Joshua Cohen is a principal at Fat Pencil Studio
(Feature image credit: Faye Orlove for Marketplace)
As 2016 draws to a close, I’m reflecting on a crush of breathless news coverage on the topic of Immersive Virtual Reality (VR). Most recently, I listened to an episode of the Marketplace Codebreaker Podcast, titled Alternate Reality, which included an excellent segment on VR in the courtroom. The five minute segment (starting at 08:12) features an interview with Damian Schofield, Professor at SUNY Oswego, who has served as an expert in virtual reality in many high-profile cases. This got me thinking about my own experience with VR and how it’s affected our legal work.
First, VR is already in the courtroom, and has been for some time, in the form of digital 3d visualization of crash and crime scenes. Stephenson vs Honda (1992) is widely cited as the first case to admit virtual reality evidence, as described in this article by Jeffrey Dunn. What’s new this year and seems to be driving all the breathless news coverage is the potential applications for immersive VR, using headsets such as the Oculus Rift.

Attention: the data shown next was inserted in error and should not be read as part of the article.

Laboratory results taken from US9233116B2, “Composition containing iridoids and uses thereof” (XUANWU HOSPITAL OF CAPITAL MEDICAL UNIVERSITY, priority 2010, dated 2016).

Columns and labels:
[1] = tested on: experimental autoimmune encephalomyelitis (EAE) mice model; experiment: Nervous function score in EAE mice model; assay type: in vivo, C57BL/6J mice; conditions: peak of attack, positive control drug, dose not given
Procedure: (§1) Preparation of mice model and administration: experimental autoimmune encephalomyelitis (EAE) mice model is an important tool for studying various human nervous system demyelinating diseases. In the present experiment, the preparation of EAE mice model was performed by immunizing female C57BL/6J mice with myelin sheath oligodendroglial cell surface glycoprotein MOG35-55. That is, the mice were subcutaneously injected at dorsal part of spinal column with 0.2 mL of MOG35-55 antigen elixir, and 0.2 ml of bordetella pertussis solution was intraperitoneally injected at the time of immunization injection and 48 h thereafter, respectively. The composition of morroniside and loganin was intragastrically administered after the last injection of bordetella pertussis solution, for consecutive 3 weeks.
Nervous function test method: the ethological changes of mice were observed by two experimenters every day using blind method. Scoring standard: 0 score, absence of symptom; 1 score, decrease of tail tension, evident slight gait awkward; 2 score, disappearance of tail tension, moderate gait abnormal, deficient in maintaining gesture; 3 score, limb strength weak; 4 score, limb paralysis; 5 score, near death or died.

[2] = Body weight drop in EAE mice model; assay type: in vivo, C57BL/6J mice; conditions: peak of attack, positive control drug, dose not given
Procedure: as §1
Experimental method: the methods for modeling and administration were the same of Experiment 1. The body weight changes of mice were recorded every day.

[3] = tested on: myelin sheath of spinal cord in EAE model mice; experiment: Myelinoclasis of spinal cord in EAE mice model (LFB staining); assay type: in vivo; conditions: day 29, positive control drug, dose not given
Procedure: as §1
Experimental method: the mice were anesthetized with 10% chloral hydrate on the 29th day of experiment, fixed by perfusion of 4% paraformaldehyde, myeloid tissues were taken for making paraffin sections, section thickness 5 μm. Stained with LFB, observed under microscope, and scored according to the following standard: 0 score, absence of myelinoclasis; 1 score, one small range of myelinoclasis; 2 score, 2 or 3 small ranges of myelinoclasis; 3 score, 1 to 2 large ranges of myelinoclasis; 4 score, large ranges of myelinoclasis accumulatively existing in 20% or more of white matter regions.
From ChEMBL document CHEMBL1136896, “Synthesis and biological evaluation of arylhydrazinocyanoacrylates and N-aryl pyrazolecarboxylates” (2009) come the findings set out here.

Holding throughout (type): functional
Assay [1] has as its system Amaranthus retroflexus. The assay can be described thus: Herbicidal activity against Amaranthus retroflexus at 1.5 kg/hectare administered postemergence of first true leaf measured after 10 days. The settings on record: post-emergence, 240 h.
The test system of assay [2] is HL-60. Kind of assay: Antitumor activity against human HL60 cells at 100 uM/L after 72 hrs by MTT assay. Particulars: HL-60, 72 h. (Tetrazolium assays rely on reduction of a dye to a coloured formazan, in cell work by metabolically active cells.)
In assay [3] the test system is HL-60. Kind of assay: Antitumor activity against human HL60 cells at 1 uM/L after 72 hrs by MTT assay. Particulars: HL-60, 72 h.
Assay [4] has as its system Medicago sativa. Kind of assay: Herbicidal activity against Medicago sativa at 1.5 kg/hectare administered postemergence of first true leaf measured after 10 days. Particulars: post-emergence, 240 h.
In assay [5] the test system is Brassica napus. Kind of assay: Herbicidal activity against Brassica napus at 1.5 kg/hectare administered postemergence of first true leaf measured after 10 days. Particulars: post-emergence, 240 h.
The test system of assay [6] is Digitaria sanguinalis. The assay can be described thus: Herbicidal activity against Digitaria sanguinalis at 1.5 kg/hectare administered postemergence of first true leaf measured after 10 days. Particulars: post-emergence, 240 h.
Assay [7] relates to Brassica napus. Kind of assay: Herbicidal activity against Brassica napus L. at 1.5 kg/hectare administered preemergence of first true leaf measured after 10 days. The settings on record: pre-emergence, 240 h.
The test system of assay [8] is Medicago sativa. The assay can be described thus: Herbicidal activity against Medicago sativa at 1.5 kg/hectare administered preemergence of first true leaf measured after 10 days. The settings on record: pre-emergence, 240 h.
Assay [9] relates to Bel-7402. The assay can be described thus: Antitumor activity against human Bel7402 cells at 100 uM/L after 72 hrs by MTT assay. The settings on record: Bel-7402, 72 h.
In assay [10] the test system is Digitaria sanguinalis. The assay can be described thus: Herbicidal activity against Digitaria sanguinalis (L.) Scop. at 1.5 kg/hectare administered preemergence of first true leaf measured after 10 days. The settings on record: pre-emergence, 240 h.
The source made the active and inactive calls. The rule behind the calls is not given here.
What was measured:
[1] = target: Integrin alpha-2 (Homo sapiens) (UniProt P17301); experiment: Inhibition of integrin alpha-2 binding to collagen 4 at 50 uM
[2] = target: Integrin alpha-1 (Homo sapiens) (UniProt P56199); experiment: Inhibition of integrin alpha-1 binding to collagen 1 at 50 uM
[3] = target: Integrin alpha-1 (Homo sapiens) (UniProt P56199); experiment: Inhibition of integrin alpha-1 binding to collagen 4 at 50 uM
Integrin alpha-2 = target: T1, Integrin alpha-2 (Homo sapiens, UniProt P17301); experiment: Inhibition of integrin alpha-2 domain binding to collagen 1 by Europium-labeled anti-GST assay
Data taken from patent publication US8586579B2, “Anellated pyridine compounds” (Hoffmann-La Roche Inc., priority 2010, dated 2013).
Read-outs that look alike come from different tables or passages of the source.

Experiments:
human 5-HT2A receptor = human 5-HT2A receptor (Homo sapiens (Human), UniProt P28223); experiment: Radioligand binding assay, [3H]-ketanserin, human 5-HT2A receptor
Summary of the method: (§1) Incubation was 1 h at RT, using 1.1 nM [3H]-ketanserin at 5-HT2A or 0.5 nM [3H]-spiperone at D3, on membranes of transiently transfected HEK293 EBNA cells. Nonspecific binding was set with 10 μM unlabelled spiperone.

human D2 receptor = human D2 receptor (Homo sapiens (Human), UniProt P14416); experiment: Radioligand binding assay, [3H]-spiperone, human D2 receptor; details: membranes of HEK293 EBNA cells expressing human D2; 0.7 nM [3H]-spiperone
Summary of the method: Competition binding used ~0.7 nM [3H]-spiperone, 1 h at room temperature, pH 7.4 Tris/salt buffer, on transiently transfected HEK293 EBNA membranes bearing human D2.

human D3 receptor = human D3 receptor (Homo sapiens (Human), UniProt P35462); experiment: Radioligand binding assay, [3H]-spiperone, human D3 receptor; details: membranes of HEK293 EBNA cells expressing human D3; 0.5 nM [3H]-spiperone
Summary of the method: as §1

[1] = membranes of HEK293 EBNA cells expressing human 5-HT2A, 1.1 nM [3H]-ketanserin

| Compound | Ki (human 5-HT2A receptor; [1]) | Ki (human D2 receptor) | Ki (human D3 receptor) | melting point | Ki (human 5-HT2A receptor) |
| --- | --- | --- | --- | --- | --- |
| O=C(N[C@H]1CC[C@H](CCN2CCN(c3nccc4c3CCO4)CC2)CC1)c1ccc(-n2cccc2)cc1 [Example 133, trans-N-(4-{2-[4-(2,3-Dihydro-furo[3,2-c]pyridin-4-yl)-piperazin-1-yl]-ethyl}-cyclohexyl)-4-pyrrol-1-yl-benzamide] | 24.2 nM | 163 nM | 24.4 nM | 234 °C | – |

However, just because it’s possible to bring this technology into a courtroom does not mean it’s always a good idea. Immersive VR environments can present an overwhelming amount of information, and it may be difficult for an attorney to lead jurors to a desired conclusion. At Fat Pencil Studio, we consider using VR to probe specific questions that cannot be addressed using simpler means.
My biggest concern about the hype surrounding VR is the implication that it is primarily a tool for the courtroom. In my experience, the real value derived from scene visualization comes when doing it early with the full team of attorneys, investigators, and expert witnesses. Being able to see a scene from different viewpoints and manipulate that perspective in real time is a powerful tool that can transform the way legal teams collaborate to prepare a case.
If you’d like to learn more, I recommend listening to an episode of the Kennedy-Mighell report on the Legal Talk Network. Virtual Reality Technology in the Courtroom highlights the differences between virtual reality and augmented reality, how they are used in gaming, entertainment, and reviews some specific courtroom applications.